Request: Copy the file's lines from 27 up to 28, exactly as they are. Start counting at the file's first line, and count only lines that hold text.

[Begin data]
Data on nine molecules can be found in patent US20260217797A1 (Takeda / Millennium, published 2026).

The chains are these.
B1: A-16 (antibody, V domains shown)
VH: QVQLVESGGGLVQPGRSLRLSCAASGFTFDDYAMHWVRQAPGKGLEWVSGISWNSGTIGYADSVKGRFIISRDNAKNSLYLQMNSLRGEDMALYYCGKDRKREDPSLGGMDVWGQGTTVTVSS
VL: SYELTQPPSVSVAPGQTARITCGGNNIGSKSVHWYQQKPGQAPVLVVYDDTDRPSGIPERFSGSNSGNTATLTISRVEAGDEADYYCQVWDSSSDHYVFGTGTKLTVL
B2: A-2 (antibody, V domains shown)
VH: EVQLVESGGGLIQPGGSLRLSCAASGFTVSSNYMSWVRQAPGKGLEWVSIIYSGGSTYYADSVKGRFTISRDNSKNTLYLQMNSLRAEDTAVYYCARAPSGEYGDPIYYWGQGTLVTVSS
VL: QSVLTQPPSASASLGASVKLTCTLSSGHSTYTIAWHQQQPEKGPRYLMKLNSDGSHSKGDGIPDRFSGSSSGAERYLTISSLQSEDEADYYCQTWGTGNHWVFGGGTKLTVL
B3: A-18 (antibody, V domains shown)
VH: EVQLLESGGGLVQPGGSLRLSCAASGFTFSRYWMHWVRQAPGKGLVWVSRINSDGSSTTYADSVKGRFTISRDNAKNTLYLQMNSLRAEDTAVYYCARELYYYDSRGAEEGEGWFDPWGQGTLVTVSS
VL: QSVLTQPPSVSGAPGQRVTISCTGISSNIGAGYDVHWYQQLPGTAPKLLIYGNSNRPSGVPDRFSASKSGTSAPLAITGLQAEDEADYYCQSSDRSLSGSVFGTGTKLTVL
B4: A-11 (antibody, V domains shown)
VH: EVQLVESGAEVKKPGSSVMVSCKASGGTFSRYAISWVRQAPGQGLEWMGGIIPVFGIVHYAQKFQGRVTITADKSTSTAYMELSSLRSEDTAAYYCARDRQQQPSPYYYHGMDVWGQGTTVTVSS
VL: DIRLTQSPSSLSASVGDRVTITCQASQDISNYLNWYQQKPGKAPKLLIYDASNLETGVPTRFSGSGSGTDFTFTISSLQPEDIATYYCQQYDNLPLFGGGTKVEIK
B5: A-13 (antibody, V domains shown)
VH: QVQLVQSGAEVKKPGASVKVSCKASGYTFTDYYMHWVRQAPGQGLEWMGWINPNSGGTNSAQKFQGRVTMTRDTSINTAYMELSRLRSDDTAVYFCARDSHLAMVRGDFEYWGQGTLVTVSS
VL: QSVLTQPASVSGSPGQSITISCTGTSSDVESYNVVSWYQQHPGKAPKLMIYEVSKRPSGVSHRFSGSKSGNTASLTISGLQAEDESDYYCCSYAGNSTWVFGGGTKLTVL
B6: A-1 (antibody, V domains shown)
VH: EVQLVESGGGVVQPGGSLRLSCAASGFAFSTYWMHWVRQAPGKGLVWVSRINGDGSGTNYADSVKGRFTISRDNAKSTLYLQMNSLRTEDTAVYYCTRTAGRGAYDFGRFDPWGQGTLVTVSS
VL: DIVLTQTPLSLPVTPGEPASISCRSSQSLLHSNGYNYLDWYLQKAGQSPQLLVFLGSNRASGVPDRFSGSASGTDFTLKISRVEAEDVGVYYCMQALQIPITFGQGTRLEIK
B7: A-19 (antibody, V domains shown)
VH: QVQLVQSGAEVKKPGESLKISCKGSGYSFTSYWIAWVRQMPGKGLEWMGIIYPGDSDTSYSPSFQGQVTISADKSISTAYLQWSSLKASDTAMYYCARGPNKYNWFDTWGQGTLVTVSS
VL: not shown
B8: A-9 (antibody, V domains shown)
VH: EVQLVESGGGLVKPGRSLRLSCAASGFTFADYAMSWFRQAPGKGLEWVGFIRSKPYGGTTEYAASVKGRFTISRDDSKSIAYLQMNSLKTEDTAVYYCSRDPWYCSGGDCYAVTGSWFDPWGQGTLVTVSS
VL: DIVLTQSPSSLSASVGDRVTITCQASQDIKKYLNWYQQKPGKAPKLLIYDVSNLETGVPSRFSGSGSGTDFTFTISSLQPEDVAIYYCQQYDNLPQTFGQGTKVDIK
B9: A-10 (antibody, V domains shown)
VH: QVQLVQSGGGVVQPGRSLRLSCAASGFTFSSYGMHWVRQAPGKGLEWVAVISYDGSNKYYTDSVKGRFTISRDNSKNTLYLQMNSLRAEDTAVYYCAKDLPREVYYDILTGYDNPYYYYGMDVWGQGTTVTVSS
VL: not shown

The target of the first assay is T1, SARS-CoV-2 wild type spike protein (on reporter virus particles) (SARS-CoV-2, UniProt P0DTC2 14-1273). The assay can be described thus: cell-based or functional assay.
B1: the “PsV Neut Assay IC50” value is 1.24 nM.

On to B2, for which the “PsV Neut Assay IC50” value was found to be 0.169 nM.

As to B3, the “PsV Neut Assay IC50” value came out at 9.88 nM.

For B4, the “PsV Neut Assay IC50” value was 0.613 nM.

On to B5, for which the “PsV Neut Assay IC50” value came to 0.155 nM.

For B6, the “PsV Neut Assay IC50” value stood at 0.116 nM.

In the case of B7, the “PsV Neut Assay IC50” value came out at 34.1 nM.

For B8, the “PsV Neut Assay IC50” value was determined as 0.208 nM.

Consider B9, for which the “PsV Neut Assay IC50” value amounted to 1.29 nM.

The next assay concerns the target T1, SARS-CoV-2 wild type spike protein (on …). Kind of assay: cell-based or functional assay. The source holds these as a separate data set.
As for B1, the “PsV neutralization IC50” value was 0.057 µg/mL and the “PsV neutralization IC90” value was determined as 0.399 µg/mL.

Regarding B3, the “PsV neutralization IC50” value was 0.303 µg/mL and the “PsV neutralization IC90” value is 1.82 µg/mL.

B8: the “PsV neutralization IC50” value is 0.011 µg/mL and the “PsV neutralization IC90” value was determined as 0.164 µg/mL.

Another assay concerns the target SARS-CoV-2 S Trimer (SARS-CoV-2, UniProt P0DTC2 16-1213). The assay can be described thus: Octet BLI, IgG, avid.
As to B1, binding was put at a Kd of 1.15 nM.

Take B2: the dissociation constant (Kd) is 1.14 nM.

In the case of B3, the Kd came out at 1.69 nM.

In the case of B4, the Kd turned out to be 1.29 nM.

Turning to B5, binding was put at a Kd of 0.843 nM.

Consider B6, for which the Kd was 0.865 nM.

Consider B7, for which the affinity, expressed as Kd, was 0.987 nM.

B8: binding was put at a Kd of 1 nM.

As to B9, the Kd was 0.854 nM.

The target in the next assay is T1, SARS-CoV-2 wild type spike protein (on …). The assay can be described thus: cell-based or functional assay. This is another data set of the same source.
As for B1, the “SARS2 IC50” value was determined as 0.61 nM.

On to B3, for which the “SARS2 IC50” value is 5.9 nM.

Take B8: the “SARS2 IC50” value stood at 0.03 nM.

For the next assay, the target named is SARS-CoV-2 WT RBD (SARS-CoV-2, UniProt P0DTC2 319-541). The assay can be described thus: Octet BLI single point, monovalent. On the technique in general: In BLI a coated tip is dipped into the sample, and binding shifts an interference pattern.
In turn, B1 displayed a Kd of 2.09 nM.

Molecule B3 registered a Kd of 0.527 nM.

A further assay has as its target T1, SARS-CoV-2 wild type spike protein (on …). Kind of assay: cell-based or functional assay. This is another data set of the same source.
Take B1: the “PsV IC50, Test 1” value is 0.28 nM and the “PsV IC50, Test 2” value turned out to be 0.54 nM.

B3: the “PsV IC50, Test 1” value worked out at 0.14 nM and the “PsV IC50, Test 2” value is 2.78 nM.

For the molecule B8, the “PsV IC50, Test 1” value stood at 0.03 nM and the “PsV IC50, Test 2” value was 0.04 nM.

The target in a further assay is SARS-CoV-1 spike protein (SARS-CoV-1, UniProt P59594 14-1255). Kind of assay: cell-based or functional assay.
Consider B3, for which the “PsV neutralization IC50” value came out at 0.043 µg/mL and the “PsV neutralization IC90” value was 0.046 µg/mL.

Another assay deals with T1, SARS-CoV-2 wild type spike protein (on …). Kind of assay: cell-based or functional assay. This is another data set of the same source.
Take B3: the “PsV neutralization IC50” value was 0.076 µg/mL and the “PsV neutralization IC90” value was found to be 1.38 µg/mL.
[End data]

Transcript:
B9: A-10 (antibody, V domains shown)
VH: QVQLVQSGGGVVQPGRSLRLSCAASGFTFSSYGMHWVRQAPGKGLEWVAVISYDGSNKYYTDSVKGRFTISRDNSKNTLYLQMNSLRAEDTAVYYCAKDLPREVYYDILTGYDNPYYYYGMDVWGQGTTVTVSS